How Do We Best Help the Poor and Needy in Our Communities?
How good a job are we doing going out there and connecting with the poor and needy in our particular community? How well do we understand "God links our efforts for the poor directly to our relationship with Him?"

Thursday, October 21, 2021

Wesley’s Three Simple Rules: The First Rule

Whether we are a Methodist or a Christian in a different tradition, we can benefit from the study and application of John Wesley’s “three simple rules.” Wesley in his sermon, “Upon our Lord’s Sermon on the Mount, Discourse the Fifth,” makes it clear that adherence to these rules was not to be external only but was to be accompanied by inward transformation—a change of heart toward God and our neighbor.

We are not be like the Pharisees who scrupulously obeyed the rules they found in Scripture but whose hearts were far from God. They failed to show the mercy toward others as God expect them to do.

I propose to look at Wesley’s General Rules, their official title, as they appear in The Book of Discipline of the United Methodist Church. We often hear Bishop Reuben Job’s abridgement of the three simple rules quoted in sermons or talks, but Job’s abridgement does not capture what Wesley was emphasizing in the original rules.

In this article I am going to look at Wesley’s first rule. In the original rules it is “By doing no harm, by avoiding evil of every kind, especially that which is most generally practiced….” Wesley then lists some examples of these kinds of evil. Wesley describes a number of practices that have not changed since biblical times. He also describes a number of eighteenth century practices that have their modern day equivalents. We find all these practices alluded to in Scripture. It clear from the full rule that Wesley means more than refraining from deliberately inflicting physical injury on someone, causing them emotional suffering or pain, or hurting them in any other way. We are to avoid all kinds of evil.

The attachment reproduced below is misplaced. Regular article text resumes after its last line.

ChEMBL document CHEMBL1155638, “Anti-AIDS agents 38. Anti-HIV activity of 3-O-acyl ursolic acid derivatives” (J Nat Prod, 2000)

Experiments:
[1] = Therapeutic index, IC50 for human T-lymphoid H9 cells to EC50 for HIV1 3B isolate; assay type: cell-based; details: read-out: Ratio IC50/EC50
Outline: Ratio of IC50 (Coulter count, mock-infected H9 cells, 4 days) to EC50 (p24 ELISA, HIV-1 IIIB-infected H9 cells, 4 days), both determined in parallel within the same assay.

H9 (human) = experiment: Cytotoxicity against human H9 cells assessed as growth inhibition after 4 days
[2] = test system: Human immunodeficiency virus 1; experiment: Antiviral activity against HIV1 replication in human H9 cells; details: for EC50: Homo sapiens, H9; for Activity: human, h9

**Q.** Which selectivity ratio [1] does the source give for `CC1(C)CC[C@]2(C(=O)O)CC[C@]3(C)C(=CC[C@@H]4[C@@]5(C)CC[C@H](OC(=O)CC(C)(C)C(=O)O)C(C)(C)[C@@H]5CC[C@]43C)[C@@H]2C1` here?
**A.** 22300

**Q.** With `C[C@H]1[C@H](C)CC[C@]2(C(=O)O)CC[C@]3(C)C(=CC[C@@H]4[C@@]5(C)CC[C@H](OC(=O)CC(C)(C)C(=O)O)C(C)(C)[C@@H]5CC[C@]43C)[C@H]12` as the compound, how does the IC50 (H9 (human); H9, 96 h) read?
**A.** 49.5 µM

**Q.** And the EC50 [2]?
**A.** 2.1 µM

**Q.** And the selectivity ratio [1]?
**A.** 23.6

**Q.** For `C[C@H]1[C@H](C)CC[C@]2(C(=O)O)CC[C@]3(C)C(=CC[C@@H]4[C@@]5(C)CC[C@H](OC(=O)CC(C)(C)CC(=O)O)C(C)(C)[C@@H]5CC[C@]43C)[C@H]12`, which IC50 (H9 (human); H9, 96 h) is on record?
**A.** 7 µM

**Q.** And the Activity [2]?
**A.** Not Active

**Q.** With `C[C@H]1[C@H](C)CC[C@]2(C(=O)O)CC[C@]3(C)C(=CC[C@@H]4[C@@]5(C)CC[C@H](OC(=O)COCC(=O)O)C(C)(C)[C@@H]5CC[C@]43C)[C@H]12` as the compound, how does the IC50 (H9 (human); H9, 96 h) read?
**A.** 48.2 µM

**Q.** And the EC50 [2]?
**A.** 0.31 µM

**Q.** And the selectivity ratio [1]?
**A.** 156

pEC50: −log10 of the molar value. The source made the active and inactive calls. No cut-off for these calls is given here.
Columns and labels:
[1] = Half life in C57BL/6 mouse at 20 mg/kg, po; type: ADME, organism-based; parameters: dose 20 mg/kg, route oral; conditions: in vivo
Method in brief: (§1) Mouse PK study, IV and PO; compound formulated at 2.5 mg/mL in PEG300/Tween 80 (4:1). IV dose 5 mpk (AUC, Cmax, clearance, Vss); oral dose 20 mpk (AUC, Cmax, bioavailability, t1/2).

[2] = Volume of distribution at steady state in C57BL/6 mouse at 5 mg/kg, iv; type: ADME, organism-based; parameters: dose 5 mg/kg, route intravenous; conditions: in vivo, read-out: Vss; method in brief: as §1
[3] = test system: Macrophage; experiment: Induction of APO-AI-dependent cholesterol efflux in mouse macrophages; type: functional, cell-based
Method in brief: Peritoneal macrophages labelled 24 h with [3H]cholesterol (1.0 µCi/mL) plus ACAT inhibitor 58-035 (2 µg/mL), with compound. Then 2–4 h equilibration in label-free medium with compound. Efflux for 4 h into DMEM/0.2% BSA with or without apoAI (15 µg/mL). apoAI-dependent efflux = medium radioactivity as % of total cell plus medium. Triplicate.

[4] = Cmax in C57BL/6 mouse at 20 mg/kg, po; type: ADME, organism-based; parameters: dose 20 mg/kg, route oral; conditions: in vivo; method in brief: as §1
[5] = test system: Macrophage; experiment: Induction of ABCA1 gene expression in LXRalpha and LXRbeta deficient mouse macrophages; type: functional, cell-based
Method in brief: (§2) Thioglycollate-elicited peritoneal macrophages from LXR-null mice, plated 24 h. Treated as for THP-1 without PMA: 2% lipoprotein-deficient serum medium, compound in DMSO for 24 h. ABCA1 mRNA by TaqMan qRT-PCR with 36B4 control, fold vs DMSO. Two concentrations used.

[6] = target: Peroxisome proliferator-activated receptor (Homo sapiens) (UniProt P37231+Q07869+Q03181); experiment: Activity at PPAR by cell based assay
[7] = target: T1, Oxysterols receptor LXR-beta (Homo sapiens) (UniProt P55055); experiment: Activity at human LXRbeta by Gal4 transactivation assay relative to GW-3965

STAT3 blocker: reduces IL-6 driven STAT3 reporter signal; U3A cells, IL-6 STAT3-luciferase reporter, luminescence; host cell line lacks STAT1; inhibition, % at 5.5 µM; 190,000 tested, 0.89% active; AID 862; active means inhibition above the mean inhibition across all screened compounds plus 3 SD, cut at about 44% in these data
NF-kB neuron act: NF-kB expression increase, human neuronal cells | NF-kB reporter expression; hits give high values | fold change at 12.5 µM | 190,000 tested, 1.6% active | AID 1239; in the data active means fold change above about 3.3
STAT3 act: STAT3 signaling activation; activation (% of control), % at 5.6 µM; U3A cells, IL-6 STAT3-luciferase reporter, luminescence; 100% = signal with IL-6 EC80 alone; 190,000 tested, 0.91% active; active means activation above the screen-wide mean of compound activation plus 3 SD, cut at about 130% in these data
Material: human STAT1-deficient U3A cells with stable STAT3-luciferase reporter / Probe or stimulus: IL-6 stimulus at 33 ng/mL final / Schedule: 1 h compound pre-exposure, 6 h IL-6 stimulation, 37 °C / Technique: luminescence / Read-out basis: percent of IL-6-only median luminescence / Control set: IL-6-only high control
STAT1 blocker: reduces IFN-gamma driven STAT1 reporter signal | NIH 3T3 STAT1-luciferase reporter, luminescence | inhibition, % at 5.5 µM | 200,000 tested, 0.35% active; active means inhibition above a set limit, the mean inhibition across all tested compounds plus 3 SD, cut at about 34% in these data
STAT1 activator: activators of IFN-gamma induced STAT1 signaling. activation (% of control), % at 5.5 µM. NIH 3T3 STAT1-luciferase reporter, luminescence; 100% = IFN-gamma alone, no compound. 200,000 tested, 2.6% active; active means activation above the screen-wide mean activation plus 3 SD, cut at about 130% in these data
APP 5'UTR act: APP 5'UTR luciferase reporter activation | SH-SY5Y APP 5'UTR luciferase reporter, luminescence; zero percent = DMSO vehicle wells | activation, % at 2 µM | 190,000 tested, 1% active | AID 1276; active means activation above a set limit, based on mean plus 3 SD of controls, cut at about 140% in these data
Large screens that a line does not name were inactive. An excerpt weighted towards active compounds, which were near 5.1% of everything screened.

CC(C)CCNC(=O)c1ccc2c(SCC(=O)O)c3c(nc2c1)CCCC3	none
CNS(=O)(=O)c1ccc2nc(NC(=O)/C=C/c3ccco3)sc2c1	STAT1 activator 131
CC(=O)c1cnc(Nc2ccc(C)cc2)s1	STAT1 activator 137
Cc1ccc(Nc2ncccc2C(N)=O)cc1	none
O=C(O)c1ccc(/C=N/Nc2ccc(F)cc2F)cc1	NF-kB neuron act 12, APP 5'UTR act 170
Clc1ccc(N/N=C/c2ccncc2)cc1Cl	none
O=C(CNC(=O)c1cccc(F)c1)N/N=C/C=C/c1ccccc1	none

Among the kinds of evil that Wesley lists is taking God’s name in vain. In other words, we take God, his name, and other aspects of his reality, to paraphrase John Piper, into our thoughts, into our emotions, into your words, and into your actions in such a way that our thoughts and feelings and words and actions are futile, empty, pointless, wasted. We empty our hearts of affections for God. We no longer love, admire, reverence, cherish, or treasure him. God means nothing to us. We empty words about God, statements about him, of God’s truth and replace them with human opinions. In summary, in Piper’s words, “to take the name of God in vain is to take up some expression of God’s reality into our thoughts or emotions or words or actions when the truth of God has gone out of them, and true affections for God are missing.” How are we ourselves doing that in our own lives? It is worth some thought.